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This paper is based on our experience of peace and climate change programming in the Bangsamoro, in the Philippines, Karamoja in Uganda, and Kashmir. Examples of interventions from these three contexts illustrate how peacebuilders can support better coordination and collaboration among governments and communities, drawing on local knowledge and expertise of people on the frontline of climate change and conflict.
Whilst the impacts of climate change and their relationship with conflict dynamics and actors vary significantly between contexts, and any responses or actions must be contextualised – we identify common principles to address these issues. These principles should inform peacebuilding actions that respond to the growing issues of climate change, and principles for more conflict-sensitive climate change responses. Finally, the paper draws out common barriers that peacebuilding organisations need to overcome and proposes priorities for action.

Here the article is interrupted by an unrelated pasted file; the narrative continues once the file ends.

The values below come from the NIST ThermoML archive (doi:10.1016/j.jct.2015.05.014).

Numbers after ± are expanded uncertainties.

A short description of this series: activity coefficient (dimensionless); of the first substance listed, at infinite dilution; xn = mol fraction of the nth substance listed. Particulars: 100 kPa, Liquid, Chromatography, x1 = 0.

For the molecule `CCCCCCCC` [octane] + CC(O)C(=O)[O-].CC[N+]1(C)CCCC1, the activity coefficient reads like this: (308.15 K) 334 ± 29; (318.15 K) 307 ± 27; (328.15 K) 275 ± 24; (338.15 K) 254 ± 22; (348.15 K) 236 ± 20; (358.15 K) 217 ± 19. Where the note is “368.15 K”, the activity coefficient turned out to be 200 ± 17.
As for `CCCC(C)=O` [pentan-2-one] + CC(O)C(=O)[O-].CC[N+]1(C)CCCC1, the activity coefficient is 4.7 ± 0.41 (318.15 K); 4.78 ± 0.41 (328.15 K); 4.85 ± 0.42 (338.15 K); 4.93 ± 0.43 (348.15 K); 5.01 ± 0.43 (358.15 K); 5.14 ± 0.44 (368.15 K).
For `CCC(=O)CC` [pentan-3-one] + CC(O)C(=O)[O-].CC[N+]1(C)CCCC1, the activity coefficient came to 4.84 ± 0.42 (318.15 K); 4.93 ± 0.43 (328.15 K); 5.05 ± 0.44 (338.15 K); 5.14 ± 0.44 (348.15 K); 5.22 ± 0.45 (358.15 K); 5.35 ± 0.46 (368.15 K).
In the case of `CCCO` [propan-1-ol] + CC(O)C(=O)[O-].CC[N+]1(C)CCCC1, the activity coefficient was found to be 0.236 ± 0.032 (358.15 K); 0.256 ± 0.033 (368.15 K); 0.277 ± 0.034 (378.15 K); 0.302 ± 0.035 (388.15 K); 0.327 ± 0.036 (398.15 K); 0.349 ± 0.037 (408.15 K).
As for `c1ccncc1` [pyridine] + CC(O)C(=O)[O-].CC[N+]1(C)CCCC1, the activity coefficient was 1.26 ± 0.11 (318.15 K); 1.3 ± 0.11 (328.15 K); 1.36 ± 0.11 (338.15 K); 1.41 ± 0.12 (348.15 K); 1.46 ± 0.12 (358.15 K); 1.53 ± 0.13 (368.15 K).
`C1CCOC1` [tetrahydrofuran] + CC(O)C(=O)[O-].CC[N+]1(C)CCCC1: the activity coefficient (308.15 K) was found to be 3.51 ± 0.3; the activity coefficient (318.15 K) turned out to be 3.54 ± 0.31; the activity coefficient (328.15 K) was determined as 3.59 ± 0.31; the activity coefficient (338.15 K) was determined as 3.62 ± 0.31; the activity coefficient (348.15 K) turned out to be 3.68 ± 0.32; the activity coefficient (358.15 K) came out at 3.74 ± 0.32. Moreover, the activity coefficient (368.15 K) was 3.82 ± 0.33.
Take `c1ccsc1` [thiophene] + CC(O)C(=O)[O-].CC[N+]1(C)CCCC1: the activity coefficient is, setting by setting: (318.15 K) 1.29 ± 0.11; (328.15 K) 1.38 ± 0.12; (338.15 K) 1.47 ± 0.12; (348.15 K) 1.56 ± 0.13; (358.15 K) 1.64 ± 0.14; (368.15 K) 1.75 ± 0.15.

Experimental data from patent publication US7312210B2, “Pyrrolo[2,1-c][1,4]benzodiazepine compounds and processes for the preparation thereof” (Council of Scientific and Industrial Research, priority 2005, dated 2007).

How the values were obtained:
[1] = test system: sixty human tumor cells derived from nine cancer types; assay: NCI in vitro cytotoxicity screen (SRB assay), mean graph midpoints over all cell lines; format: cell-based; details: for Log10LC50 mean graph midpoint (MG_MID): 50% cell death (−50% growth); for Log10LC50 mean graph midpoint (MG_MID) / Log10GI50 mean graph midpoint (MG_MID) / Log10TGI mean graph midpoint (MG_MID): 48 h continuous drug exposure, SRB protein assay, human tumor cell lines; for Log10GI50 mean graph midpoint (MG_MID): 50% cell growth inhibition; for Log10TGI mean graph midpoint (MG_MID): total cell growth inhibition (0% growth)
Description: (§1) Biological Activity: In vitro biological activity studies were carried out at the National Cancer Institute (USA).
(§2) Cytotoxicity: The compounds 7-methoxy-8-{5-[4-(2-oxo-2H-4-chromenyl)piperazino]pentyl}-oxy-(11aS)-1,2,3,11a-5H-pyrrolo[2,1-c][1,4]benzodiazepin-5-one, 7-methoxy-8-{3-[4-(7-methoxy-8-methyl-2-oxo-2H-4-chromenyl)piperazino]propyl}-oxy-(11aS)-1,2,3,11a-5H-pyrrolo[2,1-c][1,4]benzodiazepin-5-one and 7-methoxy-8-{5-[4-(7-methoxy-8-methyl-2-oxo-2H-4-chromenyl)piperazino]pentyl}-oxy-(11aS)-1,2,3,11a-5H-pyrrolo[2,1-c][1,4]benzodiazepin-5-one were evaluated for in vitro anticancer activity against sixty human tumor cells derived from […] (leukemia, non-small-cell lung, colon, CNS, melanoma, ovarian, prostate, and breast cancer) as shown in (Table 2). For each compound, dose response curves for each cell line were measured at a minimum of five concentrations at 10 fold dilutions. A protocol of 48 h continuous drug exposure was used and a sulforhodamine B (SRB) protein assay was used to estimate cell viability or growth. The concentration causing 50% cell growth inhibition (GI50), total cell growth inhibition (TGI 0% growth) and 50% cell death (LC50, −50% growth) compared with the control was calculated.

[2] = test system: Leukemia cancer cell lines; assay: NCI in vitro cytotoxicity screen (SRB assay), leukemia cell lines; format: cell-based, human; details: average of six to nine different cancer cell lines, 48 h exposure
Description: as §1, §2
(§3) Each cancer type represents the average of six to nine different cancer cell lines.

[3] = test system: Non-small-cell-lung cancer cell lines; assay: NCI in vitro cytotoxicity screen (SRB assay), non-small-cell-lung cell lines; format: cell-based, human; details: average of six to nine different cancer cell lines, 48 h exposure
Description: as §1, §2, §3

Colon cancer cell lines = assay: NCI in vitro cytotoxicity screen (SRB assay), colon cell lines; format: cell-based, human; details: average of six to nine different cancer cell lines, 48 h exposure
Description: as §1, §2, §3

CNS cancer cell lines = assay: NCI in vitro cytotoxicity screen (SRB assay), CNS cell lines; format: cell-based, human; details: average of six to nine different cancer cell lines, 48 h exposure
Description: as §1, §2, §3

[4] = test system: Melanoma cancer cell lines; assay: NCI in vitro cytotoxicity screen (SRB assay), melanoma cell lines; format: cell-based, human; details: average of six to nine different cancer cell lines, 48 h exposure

This paper is the first paper of two looking at climate change and conflict. The second, Gender, climate change and conflict: understanding the relationships, explores the gendered norms and expectations that affect this intersection.
Conciliation Resources is grateful for the financial support to undertake this work from the Swedish International Development Cooperation Agency (Sida). The contents of this publication are the sole responsibility of Conciliation Resources. The views expressed do not necessarily reflect Sida’s position.